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Genetics of human and canine dilated cardiomyopathy

Simpson, Siobhan; Edwards, Jennifer; Ferguson-Mignan, Thomas F.N.; Cobb, Malcolm; Mongan, Nigel P.; Rutland, Catrin S.


Siobhan Simpson

Jennifer Edwards

Thomas F.N. Ferguson-Mignan

Professor of Comparative Veterinary Medicine


Cardiovascular disease is a leading cause of death in both humans and dogs. Dilated cardiomyopathy (DCM) accounts for a large number of these cases, reported to be the third most common form of cardiac disease in humans and the second most common in dogs. In human studies of DCM there are more than 50 genetic loci associated with the disease. Despite canine DCM having similar disease progression to human DCM studies into the genetic basis of canine DCM lag far behind those of human DCM. In this review the aetiology, epidemiology, and clinical characteristics of canine DCM are examined, along with highlighting possible different subtypes of canine DCM and their potential relevance to human DCM. Finally the current position of genetic research into canine and human DCM, including the genetic loci, is identified and the reasons many studies may have failed to find a genetic association with canine DCM are reviewed.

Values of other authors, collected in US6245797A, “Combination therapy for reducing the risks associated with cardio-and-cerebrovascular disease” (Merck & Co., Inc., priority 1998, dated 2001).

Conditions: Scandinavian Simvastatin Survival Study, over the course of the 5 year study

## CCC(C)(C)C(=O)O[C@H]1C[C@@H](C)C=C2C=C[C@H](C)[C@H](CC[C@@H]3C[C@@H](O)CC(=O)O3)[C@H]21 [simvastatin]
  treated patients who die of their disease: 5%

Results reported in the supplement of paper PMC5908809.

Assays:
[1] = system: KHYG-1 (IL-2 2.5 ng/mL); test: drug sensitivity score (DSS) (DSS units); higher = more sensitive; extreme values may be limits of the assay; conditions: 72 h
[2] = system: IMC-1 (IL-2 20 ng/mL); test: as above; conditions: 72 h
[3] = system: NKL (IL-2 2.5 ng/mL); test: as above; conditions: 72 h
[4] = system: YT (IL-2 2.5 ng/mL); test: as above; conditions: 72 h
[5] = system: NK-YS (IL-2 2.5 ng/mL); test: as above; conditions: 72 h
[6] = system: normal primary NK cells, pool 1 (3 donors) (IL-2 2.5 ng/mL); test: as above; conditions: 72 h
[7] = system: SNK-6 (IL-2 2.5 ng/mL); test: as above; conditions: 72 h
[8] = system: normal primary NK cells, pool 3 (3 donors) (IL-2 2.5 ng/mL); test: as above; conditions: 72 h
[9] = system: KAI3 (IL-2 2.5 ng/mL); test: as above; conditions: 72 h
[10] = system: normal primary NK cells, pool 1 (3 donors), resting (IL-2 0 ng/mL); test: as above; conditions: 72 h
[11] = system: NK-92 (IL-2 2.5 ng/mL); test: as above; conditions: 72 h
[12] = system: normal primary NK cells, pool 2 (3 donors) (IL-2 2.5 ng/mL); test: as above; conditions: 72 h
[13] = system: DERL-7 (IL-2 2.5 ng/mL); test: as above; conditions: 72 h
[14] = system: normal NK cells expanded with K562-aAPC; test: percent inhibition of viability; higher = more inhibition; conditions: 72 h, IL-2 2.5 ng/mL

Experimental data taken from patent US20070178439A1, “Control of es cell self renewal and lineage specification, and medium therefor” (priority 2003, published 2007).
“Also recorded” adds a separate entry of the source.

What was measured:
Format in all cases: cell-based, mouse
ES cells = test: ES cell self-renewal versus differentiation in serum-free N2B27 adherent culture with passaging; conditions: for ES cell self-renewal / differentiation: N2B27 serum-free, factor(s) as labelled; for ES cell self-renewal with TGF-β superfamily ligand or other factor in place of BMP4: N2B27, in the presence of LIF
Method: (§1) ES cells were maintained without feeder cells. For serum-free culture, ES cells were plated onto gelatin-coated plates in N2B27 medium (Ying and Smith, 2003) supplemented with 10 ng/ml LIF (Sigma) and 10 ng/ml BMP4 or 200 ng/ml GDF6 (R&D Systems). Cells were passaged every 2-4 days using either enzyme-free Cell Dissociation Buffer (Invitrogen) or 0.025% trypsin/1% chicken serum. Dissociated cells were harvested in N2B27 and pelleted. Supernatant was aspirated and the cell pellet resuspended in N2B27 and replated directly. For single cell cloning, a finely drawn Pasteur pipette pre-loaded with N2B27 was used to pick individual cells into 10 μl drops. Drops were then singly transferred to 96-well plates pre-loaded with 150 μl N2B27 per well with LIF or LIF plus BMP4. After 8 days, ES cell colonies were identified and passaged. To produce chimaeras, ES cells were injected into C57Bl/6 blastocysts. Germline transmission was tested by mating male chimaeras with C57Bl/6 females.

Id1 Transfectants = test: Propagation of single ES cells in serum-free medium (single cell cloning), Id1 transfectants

Simpson, S., Edwards, J., Ferguson-Mignan, T. F., Cobb, M., Mongan, N. P., & Rutland, C. S. (2015). Genetics of human and canine dilated cardiomyopathy. International Journal of Genomics, 2015,

Journal Article Type Article
Acceptance Date Jun 23, 2015
Publication Date Jun 23, 2015
Deposit Date Oct 12, 2015
Publicly Available Date Oct 12, 2015
Journal International Journal of Genomics
Print ISSN 2314-436X
Electronic ISSN 2314-436X
Publisher Hindawi Publishing Corporation
Peer Reviewed Peer Reviewed
Volume 2015
Article Number 204823
Keywords cardiovascular disease, dilated cardiomyopathy
Public URL
Publisher URL
Copyright Statement Copyright information regarding this work can be found at the following address:


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